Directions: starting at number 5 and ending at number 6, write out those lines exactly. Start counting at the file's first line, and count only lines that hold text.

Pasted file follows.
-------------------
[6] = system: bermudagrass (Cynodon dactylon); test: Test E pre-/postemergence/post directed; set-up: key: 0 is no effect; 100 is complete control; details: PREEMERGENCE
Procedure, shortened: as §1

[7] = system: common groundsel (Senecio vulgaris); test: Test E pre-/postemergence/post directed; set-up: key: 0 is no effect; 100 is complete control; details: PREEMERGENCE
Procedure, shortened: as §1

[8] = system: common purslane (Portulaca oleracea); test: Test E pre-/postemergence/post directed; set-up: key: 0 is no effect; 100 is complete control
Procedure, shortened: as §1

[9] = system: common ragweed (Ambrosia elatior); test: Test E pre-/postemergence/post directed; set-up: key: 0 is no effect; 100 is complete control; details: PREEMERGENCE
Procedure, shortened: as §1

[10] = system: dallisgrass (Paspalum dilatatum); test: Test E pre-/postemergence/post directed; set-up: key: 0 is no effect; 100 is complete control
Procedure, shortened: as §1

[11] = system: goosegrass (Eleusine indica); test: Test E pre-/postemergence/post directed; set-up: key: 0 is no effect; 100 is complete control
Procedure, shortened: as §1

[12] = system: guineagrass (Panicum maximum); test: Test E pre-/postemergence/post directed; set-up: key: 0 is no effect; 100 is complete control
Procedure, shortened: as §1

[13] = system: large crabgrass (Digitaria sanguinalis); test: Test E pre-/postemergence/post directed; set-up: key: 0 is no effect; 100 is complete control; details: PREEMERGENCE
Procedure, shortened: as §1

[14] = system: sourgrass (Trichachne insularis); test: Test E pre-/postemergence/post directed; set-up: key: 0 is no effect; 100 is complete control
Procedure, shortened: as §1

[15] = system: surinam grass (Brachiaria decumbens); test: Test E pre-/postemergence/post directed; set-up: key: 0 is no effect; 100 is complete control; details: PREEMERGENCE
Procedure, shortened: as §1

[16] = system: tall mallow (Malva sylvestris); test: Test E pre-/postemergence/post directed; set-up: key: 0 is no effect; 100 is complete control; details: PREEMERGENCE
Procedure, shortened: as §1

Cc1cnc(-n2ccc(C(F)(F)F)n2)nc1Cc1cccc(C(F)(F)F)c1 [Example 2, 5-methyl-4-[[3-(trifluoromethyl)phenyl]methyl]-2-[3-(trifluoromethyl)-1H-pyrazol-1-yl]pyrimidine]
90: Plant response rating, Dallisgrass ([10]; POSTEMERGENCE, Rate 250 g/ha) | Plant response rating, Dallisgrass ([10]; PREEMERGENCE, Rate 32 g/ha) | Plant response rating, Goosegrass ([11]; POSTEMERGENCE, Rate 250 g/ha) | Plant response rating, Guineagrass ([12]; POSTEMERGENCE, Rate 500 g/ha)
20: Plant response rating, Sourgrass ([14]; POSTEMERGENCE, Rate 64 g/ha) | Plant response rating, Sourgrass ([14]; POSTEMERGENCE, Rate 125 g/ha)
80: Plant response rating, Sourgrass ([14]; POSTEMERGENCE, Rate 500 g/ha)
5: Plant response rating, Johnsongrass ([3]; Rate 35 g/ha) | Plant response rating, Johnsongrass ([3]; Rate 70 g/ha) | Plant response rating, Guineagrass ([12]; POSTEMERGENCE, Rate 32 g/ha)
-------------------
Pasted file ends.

[8] = system: common purslane (Portulaca oleracea); test: Test E pre-/postemergence/post directed; set-up: key: 0 is no effect; 100 is complete control
Procedure, shortened: as §1